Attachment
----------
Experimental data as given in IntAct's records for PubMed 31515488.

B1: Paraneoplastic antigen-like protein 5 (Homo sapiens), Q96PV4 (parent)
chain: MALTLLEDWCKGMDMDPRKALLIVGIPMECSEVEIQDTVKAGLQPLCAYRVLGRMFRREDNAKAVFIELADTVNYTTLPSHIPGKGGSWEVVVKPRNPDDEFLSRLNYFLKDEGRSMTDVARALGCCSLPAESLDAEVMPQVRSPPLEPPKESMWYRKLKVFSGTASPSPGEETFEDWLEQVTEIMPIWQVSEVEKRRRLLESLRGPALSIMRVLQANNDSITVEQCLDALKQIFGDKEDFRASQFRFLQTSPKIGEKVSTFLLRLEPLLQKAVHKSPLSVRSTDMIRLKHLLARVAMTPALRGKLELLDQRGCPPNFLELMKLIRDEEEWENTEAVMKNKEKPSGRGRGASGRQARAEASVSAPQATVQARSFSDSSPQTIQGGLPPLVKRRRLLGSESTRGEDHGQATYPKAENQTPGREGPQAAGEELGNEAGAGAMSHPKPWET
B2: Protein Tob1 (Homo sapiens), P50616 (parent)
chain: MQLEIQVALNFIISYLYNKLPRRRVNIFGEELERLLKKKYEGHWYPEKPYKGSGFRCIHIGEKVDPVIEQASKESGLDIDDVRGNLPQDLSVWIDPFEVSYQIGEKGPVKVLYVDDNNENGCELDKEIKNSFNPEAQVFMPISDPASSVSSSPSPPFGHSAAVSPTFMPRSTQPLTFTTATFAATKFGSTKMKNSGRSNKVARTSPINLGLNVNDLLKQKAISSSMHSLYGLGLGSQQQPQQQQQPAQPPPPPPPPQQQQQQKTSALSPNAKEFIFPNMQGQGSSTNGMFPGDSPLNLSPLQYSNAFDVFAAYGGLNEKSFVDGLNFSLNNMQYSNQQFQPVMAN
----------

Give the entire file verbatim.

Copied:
Experimental data as given in IntAct's records for PubMed 31515488.

B1: Paraneoplastic antigen-like protein 5 (Homo sapiens), Q96PV4 (parent)
chain: MALTLLEDWCKGMDMDPRKALLIVGIPMECSEVEIQDTVKAGLQPLCAYRVLGRMFRREDNAKAVFIELADTVNYTTLPSHIPGKGGSWEVVVKPRNPDDEFLSRLNYFLKDEGRSMTDVARALGCCSLPAESLDAEVMPQVRSPPLEPPKESMWYRKLKVFSGTASPSPGEETFEDWLEQVTEIMPIWQVSEVEKRRRLLESLRGPALSIMRVLQANNDSITVEQCLDALKQIFGDKEDFRASQFRFLQTSPKIGEKVSTFLLRLEPLLQKAVHKSPLSVRSTDMIRLKHLLARVAMTPALRGKLELLDQRGCPPNFLELMKLIRDEEEWENTEAVMKNKEKPSGRGRGASGRQARAEASVSAPQATVQARSFSDSSPQTIQGGLPPLVKRRRLLGSESTRGEDHGQATYPKAENQTPGREGPQAAGEELGNEAGAGAMSHPKPWET
B2: Protein Tob1 (Homo sapiens), P50616 (parent)
chain: MQLEIQVALNFIISYLYNKLPRRRVNIFGEELERLLKKKYEGHWYPEKPYKGSGFRCIHIGEKVDPVIEQASKESGLDIDDVRGNLPQDLSVWIDPFEVSYQIGEKGPVKVLYVDDNNENGCELDKEIKNSFNPEAQVFMPISDPASSVSSSPSPPFGHSAAVSPTFMPRSTQPLTFTTATFAATKFGSTKMKNSGRSNKVARTSPINLGLNVNDLLKQKAISSSMHSLYGLGLGSQQQPQQQQQPAQPPPPPPPPQQQQQQKTSALSPNAKEFIFPNMQGQGSSTNGMFPGDSPLNLSPLQYSNAFDVFAAYGGLNEKSFVDGLNFSLNNMQYSNQQFQPVMAN